Adding Corn to a Prairie Rotation

Written by Ron Friesen

Adding corn to a Prairie crop rotation can produce positive economic benefits. There are certain factors that growers need to carefully consider before doing so, industry officials say.

“The total net profit can be quite favourable with corn,” says Anne Kirk, a feed grains specialist with Manitoba Agriculture.

The interest in adding corn to Prairie rotations has certainly been on the rise, and deservingly so, but there are important things to factor in when deciding how best to grow corn.

Effective use of a crop rotation can have a significant influence on crop yields. Typically, corn grown after canola and soybeans in Manitoba shows positive yield responses, says Kirk. She encourages growers to include a range of crops in their rotations and not to make them too narrow.

“The best crop rotation is a diverse crop rotation, including a variety of crops such as broadleaf crops and grasses, as well as nitrogen-fixing crops such as soybeans,” Kirk says.

Corn is an established crop in the Red River Valley, where Manitoba producers are growing corn and soybeans in rotation quite successfully. Farmers are seeing the benefit of corn on their fields, including breaking up the cycle of root rot pathogens such as pythium and rhizoctonia.

Morgan Cott, a field agronomist with the Manitoba Corn Growers Association agrees corn and soybeans are a convenient rotation, but warns against a continuous rotation of corn and soybeans for too long of a duration. Growing cereals and canola along with corn and soybeans will help farmers capture sustainable rotational benefits such as disease and herbicide management.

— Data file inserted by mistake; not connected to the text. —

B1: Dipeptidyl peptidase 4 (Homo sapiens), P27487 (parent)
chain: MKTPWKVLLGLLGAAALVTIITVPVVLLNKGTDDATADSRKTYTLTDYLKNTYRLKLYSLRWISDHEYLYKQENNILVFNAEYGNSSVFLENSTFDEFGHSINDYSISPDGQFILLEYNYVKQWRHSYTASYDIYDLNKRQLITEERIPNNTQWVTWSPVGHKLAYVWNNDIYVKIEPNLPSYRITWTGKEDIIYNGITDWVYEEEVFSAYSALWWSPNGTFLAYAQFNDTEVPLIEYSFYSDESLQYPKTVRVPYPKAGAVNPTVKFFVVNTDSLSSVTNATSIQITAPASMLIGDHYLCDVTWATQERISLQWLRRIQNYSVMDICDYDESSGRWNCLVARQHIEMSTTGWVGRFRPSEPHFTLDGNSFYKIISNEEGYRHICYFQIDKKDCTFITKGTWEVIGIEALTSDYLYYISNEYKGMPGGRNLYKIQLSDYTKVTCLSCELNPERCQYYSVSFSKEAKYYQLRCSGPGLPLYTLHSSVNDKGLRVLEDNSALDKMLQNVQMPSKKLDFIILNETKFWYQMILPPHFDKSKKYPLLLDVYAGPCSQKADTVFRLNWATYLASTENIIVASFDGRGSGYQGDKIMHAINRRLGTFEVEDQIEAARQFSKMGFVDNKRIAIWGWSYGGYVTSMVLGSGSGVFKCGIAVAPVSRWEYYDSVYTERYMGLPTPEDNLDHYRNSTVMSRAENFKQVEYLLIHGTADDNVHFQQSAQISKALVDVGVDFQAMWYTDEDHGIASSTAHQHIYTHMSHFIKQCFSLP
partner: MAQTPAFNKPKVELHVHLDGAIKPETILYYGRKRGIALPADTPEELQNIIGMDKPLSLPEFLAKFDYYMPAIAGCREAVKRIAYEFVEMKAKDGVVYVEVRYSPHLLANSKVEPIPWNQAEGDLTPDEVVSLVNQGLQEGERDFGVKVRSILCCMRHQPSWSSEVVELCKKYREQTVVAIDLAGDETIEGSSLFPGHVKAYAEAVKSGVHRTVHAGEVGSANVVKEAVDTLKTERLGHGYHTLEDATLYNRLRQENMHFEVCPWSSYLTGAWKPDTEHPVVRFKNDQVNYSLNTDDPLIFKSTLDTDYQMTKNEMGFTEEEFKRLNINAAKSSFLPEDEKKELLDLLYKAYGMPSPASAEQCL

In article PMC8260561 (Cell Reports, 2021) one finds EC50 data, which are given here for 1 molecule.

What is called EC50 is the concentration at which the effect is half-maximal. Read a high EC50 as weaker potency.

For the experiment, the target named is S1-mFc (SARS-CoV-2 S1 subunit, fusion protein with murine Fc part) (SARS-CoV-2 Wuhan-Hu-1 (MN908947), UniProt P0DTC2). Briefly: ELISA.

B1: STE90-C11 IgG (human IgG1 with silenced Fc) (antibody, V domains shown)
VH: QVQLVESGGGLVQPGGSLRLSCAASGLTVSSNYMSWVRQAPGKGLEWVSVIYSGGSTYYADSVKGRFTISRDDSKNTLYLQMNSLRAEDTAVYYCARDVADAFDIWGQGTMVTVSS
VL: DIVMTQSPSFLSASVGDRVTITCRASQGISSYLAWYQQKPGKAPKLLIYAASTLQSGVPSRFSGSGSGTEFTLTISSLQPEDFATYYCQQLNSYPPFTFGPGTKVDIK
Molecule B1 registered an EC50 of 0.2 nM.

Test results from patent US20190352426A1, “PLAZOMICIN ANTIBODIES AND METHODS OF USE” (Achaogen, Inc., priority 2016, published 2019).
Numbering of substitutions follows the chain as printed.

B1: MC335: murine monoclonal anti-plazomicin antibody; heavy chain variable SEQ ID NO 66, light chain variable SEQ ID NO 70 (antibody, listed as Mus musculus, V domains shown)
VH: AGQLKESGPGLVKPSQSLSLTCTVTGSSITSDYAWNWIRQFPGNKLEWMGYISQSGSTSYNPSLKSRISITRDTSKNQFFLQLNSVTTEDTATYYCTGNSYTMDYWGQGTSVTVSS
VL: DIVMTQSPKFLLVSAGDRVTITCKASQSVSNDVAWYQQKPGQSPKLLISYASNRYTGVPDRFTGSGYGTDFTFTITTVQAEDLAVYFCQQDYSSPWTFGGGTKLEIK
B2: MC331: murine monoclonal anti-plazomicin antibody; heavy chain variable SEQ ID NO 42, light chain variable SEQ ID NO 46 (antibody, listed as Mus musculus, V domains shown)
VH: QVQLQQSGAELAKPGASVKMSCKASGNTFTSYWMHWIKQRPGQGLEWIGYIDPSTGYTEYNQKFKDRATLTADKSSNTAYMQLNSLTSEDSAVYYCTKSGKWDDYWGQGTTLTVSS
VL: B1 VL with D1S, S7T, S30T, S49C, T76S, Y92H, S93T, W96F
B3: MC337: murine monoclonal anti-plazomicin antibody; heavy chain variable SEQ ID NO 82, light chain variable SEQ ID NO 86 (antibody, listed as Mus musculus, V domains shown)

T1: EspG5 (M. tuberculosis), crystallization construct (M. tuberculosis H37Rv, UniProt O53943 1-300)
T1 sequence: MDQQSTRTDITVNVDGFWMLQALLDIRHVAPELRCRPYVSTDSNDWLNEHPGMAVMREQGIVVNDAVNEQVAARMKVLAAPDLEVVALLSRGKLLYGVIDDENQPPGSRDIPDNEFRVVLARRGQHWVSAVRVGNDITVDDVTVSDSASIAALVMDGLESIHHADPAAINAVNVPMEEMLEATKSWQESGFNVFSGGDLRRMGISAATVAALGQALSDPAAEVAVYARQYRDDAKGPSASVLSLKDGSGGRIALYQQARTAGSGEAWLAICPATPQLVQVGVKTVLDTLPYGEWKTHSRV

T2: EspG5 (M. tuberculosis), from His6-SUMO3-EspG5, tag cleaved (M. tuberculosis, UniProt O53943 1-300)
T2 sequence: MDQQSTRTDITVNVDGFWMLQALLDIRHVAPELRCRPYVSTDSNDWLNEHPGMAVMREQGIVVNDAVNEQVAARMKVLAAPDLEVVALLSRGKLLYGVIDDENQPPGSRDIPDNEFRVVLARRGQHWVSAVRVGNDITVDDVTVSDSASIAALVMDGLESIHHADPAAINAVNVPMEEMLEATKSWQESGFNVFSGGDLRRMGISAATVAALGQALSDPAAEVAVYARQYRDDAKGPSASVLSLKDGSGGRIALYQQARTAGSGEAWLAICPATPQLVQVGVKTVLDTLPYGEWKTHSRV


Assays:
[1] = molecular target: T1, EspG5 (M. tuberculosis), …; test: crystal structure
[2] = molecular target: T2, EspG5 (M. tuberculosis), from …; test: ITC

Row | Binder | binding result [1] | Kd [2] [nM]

Something else to regard before incorporating corn into the rotation is whether it is suitable for your growing region, says Kirk. There have been recent advances in developing early-maturing hybrids, but corn is still a relatively late season crop and may not be suited to regions with a cooler, drier climate and a shorter growing season.

When selecting a corn hybrid, be sure to understand its relative maturity and its suitability for your region. “The number of growing degree days or corn heat units in a region really dictate which hybrids you are able to incorporate corn into a rotation,” says Kirk.

Another consideration is having access to the proper equipment. Cott says a corn planter is practically essential because air seeders cannot provide a consistent planting depth and seed count. She advises growers to have access to a corn planter, either owned or rented, before deciding on corn. Having corn custom planted is a common practice for growers who wish to grow corn, but who are not yet ready to invest in their own planter.

A dryer is necessary to lower grain moisture content, since corn coming off the field contains around 25 per cent moisture and needs to be dried down to 15-16 per cent for storage. Fortunately, many grain growers already have drying equipment to assist in drying down other tough grain on their farms.

Adding corn to your rotation will require learning specifics about hybrid performance, planting, weed control, harvest, drying and storage. It will require investment of your time and money. After you factor in the return per acre and rotational benefits, is corn a good option for growers to explore?

Industry experts agree: yes, absolutely.